Strokes Gained Tournaments: Will a top ball-striker conquer Whistling Straits?

By Austin Tymins

The picturesque Whistling Straits, a course not unfamiliar with hosting major tournaments, will host this week’s PGA Championship. And like nearly all professional events, some skill sets will be more suitable than others to the Whistling Straits layout. For example, as I described in my previous post, long hitters typically play very well in major championships (though this effect was weakest for the PGA Championship). In this post, I set out to determine which tournaments and courses present the biggest advantage for good ball-strikers, putters, and players over the field. To do this, I looked at the last five years of PGA and major tournament results and the current season’s strokes gained statistics at year-end.

The strokes gained statistics were invented by Professor Mark Broadie of Columbia University utilizing ShotLink data to determine the individual’s relative ability in different facets of the game. The strokes gained method is most easily described using a simple example. Suppose a golfer has an eight-foot putt and the tour average number of strokes to hole out from that distance is 1.5. Therefore, a one-putt gains 0.5 strokes, but a two-putt loses 0.5 strokes on the field. These fractions are aggregated from every green, and the per round averages are published by the PGA tour. Strokes gained tee to green, equivalently, is the measure of how efficiently a player is getting the ball to a spot on the green versus the field.

My analysis is done for 43 different tournaments and produced nearly 30,000 observations. I then regressed the individual player’s average round score at each tournament on their strokes gained averages from the applicable season. This was done so as to include the variation presented by cut players and to avoid potential selection bias.

Before I get to the results, a couple quick notes. I presented values for the Quicken Loans/AT&T National, BMW Championship, Sanderson Farms Championship, The Barclays, the Open, and the three rotating majors even though these tournaments took place on more than a single course from 2010-2014. Additionally, the Farmers Insurance Open, AT&T Pebble Beach Pro-Am, and Humana Challenge are traditionally played on more than one course. For these reasons, it may be best to view the results for these tournaments with the proverbial grain of salt since one would expect the assumed advantage to be seen most clearly on repeated playing on a singular course layout.

Below are the results with the majors highlighted in yellow. The regression results and t-statistics for SG:T2G are shown in the right columns.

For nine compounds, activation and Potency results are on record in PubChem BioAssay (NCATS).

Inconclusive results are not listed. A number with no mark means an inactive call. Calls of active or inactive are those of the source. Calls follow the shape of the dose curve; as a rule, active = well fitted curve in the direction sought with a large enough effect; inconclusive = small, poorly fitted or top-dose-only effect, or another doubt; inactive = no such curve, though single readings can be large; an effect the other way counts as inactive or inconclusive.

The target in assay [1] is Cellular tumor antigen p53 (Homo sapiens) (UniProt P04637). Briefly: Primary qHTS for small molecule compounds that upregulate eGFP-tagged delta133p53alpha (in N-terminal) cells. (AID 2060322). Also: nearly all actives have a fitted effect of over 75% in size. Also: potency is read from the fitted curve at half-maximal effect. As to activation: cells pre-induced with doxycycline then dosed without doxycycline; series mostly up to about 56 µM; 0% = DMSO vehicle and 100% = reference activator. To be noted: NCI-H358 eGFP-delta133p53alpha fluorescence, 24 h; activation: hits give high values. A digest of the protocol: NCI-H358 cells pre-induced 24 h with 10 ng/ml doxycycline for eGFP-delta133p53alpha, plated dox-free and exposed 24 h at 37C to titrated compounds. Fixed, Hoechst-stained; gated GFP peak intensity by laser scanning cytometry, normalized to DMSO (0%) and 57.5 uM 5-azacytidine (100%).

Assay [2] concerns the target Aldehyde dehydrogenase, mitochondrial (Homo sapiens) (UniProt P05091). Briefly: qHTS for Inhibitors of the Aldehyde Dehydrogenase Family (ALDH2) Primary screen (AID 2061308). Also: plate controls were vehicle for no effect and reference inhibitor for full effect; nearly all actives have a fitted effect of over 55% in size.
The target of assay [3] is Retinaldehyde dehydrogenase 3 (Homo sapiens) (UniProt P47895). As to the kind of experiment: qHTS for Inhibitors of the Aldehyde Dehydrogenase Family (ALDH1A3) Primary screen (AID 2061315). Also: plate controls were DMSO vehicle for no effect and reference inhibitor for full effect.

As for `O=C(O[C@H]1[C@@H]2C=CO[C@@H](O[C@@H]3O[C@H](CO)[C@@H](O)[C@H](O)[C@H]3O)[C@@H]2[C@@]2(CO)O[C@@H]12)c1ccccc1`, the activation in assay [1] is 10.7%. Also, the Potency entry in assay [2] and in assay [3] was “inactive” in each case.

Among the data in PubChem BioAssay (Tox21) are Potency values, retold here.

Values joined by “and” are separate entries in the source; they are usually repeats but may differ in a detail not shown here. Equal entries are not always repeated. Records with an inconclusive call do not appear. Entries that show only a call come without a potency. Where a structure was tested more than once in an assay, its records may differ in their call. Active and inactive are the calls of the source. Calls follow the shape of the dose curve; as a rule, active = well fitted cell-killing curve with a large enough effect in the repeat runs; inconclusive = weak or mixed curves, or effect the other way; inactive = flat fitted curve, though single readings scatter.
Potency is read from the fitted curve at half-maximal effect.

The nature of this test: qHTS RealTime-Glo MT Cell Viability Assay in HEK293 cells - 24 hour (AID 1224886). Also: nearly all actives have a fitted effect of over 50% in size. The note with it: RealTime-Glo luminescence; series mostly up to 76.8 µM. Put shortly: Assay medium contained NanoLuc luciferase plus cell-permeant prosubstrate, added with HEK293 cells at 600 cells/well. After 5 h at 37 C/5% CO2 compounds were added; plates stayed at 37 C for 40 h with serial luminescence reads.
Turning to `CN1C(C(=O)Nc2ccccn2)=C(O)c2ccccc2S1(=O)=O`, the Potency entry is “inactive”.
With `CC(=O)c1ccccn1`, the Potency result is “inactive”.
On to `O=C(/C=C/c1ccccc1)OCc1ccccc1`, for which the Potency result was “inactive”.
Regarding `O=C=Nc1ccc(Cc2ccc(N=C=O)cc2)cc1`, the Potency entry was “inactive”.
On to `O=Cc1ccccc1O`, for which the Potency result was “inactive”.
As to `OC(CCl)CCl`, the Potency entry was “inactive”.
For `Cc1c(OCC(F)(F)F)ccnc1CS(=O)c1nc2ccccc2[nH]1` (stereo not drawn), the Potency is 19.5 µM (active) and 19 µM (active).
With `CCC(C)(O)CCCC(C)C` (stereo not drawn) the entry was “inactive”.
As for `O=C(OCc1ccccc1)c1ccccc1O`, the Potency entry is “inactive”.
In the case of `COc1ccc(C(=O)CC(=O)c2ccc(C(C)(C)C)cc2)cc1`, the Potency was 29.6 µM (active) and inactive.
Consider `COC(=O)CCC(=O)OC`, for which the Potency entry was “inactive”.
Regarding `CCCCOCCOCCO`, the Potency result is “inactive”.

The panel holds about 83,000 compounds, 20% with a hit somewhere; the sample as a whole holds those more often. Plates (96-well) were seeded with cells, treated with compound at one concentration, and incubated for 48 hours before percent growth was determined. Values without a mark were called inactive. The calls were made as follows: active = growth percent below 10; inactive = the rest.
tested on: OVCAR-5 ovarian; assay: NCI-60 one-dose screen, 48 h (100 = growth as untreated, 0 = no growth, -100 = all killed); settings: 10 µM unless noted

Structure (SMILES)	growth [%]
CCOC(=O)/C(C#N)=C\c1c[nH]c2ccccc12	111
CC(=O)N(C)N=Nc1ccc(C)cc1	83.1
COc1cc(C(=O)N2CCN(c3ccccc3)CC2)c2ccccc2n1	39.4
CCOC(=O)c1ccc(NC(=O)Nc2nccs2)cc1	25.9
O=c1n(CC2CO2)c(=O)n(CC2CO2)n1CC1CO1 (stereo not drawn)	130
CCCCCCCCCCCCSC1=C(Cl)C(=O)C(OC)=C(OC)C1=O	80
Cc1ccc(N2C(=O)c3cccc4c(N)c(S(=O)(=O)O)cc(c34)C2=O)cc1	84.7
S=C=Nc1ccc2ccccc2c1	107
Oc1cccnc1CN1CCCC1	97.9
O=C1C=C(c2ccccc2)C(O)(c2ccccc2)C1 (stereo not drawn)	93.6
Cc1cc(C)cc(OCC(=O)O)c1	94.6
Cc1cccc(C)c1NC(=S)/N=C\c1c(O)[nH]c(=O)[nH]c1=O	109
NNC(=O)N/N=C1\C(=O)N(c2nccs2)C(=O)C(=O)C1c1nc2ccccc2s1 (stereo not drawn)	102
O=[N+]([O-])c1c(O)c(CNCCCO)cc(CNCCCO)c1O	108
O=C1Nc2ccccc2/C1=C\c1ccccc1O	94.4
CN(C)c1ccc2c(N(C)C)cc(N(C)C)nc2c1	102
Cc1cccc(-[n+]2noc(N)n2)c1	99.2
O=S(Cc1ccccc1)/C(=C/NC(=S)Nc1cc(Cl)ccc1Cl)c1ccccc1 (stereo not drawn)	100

1As we would obviously expect, all the coefficients are negative and statistically significant below 1%. The tournaments are listed in order of the largest coefficients on the SG:T2G term. This should be interpreted as the ranking of tournaments that present the greatest advantage to better than average ball-strikers. These are the courses that we would expect Hideki Matsuyama, Bubba Watson, Jordan Spieth, Sergio Garcia, and Adam Scott to play best at as they are the top 5 on tour this season in SG:T2G.

Next are the results from the same style regression using strokes gained putting as the primary regressor.

2Once again all the terms are negative and the vast majority are statistically significant at the 1% level. The single asterisk denotes 5% significance, and the double asterisk means no significance in this context. Again, the tournaments are listed in order of the largest coefficients on the SG:P term. The top tournaments on this list are where the top putters have scored well over the data range. Watch out for Jimmy Walker, Aaron Baddeley, Freddie Jacobson, Brendon Todd, Brandt Snedeker, and Jordan Spieth (again) come Sunday at these events.

The last table shows the results using Total Strokes Gained as the independent variable. This table simply shows which tournaments are most advantageous to the best players over the course of the season. Strokes Gained Total is currently one of the best, if not the best, quantitative measure of player skill.

3All the coefficients here are statistically significant below the 1% level as expected. The Puerto Rico Open at Trump International GC was the worst course over this period at separating the best from the worst players. Conversely, the Barracuda/Reno-Tahoe Open was the best at creating field separation (although t-stat reflects smaller sample size). There is an argument to be made that the best tournaments and courses effectively separate the best from the worst players; however, a subjective look at these rankings doesn’t necessarily confirm that notion.

Having seen the cross-sectional evidence, what can we say about the upcoming PGA Championship? Well firstly, it has been the best major at separating the good from bad players as measured by Strokes Gained Total over the last five years. Additionally, it is the fourth most advantageous tournament of all studied for solid ball-striking. Come Sunday on the shores of Lake Michigan this weekend, don’t be surprised to see top ball-strikers competing for the Wanamaker trophy, as occurred when Dustin Johnson, Bubba Watson, Rory McIlroy, and Martin Kaymer went toe-to-toe in 2010.


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